Friday, February 22, 2008

The Brits: never again

The Brits. Honestly, why do I still watch this, when I could be doing something more spiritually nourishing, like punching myself in the face? It must be some notion that I still have, somewhere deep inside, that pop can still thrill, move, delight and transport. On the evidence of this parade of mediocrities, I must be wrong.

It’s been easy the last five years, since Australia doesn’t show the Brits. They have the ARIAs which, despite being on a much smaller scale and having a worrying tendency to give multiple awards to Missy Higgins, at least has no global aspirations. Every second of this year’s ceremony scream the organizers desperation to be cool and edgy. And then they tell us that the award for Best British Live Band has been voted for by listeners to Radio 2. Fine and rounded citizens though I’m sure they are, Radio 2 listeners perhaps aren’t representative of those gig-goers who’ll happily be doused in the guitarist’s coke-adulterated sweat just to catch a possibly seminal event, or at least a rousing one. Sure enough, Take That get the award. Fine. They’re not the problem.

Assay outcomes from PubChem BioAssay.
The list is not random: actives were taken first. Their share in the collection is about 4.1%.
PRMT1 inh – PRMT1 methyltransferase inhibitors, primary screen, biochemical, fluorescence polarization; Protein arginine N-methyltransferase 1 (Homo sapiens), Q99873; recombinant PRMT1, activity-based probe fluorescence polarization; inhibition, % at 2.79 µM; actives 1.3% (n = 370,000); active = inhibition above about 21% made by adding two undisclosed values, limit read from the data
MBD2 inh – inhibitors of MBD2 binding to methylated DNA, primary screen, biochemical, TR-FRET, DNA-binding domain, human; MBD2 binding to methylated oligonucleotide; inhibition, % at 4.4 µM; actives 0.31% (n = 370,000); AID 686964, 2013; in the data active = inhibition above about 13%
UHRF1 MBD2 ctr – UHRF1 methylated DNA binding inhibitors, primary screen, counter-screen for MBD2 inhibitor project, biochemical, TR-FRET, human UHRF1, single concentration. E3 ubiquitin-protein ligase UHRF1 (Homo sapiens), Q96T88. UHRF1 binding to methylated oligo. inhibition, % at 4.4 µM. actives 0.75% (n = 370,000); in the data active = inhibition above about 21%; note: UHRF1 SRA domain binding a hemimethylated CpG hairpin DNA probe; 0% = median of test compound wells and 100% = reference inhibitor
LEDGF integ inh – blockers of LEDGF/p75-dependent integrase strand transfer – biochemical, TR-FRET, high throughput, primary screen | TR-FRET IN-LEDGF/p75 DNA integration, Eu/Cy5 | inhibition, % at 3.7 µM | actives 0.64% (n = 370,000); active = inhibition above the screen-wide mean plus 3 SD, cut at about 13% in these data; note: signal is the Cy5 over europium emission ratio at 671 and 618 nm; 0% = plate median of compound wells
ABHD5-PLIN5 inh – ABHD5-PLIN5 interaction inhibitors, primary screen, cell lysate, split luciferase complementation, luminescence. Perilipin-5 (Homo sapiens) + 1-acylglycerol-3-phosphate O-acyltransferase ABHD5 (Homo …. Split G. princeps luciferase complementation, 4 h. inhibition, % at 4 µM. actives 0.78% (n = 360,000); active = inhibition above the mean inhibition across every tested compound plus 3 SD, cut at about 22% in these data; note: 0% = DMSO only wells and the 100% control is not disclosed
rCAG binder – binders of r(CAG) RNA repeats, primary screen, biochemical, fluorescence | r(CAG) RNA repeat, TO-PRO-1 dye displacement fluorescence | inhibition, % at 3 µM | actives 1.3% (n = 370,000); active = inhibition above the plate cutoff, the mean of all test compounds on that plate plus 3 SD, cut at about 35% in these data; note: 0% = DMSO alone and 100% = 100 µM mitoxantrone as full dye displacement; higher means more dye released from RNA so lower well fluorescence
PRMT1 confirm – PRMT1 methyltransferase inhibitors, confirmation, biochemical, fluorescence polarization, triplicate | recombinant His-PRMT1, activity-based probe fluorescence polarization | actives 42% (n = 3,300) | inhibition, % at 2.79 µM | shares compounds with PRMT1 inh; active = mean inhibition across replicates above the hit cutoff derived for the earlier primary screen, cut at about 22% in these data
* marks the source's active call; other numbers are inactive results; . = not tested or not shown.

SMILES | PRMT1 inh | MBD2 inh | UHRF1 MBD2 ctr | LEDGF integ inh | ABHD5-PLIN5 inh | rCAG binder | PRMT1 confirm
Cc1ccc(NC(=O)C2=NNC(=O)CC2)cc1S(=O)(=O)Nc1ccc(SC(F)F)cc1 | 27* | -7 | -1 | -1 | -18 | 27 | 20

Sharon Osbourne. Britain, why?

The Brits School. Half the winners gave shout-outs to the kids in the front rows, which were deservingly stuffed with current students. What is the Brits School? Is this the future of British music we have to look forward to? Seems the only achievement of note is its ability to teach its students the perfect glottal stop. And what’s with Adele? Her song is OK, pretty good even. But are we that desperate for more Amy that we’re going to canonize a singer who, on the evidence of her segment of the Mark Ronson medley, seemed to have wandered in off the street?

Talking of Winehouse, she was literally the only good bit. Happily, she got two bites at the cherry. She couldn’t stand still and looked hugely nervous, like it was her first time on stage: skirt hitching, hair-twiddling, hopping around like a kid. But the voice: like she’d been singing for a hundred years. There was something thrilling about “Valerie”, as she seemed to be stunt-singing her way around the melody, without ever looking like she was about to crash. Adele, Kate, Leona et al can only dream.